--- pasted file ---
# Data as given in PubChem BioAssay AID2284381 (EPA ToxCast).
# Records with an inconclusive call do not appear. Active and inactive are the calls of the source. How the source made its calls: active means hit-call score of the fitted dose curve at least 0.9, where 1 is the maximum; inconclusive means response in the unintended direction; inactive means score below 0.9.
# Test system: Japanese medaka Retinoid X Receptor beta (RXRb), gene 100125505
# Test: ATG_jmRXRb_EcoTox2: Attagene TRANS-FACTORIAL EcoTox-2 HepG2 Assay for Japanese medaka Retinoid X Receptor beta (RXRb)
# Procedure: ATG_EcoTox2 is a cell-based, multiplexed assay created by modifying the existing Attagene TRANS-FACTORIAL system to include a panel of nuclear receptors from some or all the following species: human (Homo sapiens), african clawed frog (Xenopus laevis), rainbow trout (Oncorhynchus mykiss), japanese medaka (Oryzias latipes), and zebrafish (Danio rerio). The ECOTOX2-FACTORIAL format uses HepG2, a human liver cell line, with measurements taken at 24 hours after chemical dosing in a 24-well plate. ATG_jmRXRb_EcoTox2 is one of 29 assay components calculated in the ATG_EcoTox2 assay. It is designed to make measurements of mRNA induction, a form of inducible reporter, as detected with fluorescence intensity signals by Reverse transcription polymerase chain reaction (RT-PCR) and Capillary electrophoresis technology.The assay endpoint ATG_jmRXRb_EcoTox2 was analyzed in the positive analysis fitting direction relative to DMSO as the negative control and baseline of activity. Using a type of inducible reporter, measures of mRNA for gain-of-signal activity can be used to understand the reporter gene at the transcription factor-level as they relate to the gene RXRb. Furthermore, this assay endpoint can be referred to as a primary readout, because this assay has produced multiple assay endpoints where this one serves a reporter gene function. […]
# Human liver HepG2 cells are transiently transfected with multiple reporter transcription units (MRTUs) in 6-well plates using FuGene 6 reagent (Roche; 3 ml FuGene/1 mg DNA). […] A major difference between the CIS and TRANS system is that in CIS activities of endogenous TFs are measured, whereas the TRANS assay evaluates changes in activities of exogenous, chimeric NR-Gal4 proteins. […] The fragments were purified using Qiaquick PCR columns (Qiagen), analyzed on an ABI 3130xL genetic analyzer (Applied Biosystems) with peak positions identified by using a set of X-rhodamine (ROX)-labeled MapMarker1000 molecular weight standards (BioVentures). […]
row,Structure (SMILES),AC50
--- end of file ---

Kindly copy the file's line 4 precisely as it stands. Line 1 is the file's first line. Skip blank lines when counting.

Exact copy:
# Test: ATG_jmRXRb_EcoTox2: Attagene TRANS-FACTORIAL EcoTox-2 HepG2 Assay for Japanese medaka Retinoid X Receptor beta (RXRb)